Tierce gets Neutered

I’m sitting here after my boyfriend has taken Tierce and his crate to the vet’s so that Tierce can be neutered. I’m kind of struggling with myself even now, after research on the Internet, discussions with his breeder and his “grand-breeder“.

Susan advised me to get the neutering done, to possibly ease off on the dominance aggression around other dogs and to prevent prostate problems in the future. Susan has been breeding and showing dogs for longer than I’ve been alive and has been breeding Shibas for decades, and she ought to know about spaying, neutering and male Shibas.

I believe that Tierce should never be bred, but in light of the fact that he’s not allowed to run hither and yon, neutering isn’t going to make a big difference. However, it would be nice to have a dog that doesn’t immediately try to take out the biggest dog he can find and it would be great to know that he is less likely to have prostate problems as he grows older.

However, I’m still nervous about the whole thing. I wonder whether I’m doing the best thing for Tierce healthwise, since there’s a lot of stuff about spaying and neutering that we don’t know in the long run. I’ve had dogs spayed and neutered before and they’ve lived long and happy lives. Shassi was spayed at 6 and is still chugging along at 15 1/2. I think this is just a bad case of anthropomorphization, but it doesn’t change the fact that there’s a shriek inside me saying, “No! My baby!”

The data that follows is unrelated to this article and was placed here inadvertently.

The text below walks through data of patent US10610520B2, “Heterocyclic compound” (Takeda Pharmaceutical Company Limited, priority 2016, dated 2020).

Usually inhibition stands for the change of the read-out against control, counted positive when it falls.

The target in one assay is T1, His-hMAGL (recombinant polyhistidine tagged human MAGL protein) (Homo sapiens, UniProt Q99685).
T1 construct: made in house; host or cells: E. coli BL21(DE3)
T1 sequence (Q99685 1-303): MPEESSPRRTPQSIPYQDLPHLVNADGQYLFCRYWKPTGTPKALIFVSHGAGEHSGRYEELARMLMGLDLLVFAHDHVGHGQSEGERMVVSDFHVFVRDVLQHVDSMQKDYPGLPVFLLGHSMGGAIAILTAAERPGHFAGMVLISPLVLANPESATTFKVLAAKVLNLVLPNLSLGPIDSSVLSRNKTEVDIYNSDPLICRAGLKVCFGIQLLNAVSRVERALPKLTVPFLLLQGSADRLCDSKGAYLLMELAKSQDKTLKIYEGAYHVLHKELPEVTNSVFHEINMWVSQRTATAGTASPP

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The Misanthropic Shiba

2 Comments

  1. With Nikko, he was neutered at almost 7 months. Did not have to use
    the E-collar, he didn’t seem interested in the stitching. Ultimately i knew
    he was not going to be bred and the peace of mind knowing at that least we can avoid prostate problems worked for me. His temperment did not chance one ounce.

    Yoshi is just over 4 months so we still have a bit of time.

    Head and chest scratchings to Tierce and hoping for a speedy recovery.

  2. When Sukoshi got spayed, I didn’t need to use an E-collar on her and she didn’t pick at her stitches. I picked up an herbal preparation at Petsmart and kept her semi-tranqillized using these “happy pills”. May not be option for everyone, but it sure worked with her. Basically my approach was to let her sleep as much as possible and thereby promote healing. Initially, she just went outside to do her thing. I gradually increased the amount of time outisde and level of exercise during her recovery period. By the time her incision was checked, she was in pretty good shape.

    She has moderate hip dysplasia and therefore was not a candidate for breeding (even though she has a temperament that is wonderful!). For this reason, getting her spayed was a “no brainer”.

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